Report: NBA Team, League Personnel Must Be Fully-Vaccinated to Attend Draft Combine

Jenna CiccotelliCorrespondent IIMay 24, 2021

FILE - In this Sept. 2, 2020, file photo, the NBA logo is displayed at center court during an NBA first-round playoff basketball game between the Houston Rockets and Oklahoma City Thunder in Lake Buena Vista, Fla. NBA training camps open around the league Tuesday, Dec. 1, 2020,though on-court sessions will be limited to individual workouts and only for those players who have gotten three negative coronavirus test results back in the last few days. (AP Photo/Mark J. Terrill, File)
AP Photo/Mark J. Terrill, File

Any team and league personnel who want to attend the NBA's 2021 Draft Combine will have to add an item to their pre-trip to-do list. 

The league has told franchises that anyone making the trip must be fully vaccinated for COVID-19, unless they have a medical or religious exemption, per Shams Charania of The Athletic and Stadium. 

The combine will be held from June 21-27 at Wintrust Arena and Marriott Marquis in Chicago. 

Teams can send up to 10 personnel members to the on-court activities at the combine, which include five-on-five games and drills, and six staffers will be allowed in the interview portion (h/t Kyle Boone of CBS Sports).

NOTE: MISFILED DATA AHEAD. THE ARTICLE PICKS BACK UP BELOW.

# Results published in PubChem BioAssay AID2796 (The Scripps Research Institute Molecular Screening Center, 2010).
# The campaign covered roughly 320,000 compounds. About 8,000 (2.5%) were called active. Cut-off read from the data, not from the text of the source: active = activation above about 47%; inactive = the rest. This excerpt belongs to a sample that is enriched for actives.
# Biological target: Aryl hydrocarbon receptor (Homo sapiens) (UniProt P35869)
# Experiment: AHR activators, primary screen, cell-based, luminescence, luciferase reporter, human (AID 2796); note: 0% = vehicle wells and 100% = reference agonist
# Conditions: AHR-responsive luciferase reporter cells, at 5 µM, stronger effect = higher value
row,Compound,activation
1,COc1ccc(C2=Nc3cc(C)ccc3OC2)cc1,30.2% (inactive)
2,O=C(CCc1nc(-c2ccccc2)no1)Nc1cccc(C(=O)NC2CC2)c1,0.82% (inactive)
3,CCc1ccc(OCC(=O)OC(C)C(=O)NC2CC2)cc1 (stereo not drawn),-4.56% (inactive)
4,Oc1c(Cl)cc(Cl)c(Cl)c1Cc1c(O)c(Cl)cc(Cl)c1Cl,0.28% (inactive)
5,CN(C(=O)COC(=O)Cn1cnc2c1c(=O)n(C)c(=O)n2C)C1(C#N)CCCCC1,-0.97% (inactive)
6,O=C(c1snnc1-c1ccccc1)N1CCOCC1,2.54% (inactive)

The update comes more than a month after the league cleared vaccinated personnel to resume international travel, a privilege they haven't had since October 2020. That change allows staff members to travel to international events that are open to the public or all 30 NBA teams, according to ESPN's Jonathan Givony

Vaccination status has already begun to impact the on-court experience. On Saturday, Tim Reynolds of the Associated Press reported coaches who are fully vaccinated are no longer required to wear face coverings on the sideline, though they have to wear them during warmups and halftime. This privilege does not extend to assistant coaches or players on the bench. 

As for players, commissioner Adam Silver said Friday that "close to 80 percent" of NBA players have received vaccinations (h/t Tim Bontemps of ESPN).  

"You just start to see more and more signs that things are coming around," Miami Heat head coach Erik Spoelstra said of the relaxed mask guidelines, per Reynolds. "It brings you a great deal of hope, just in general."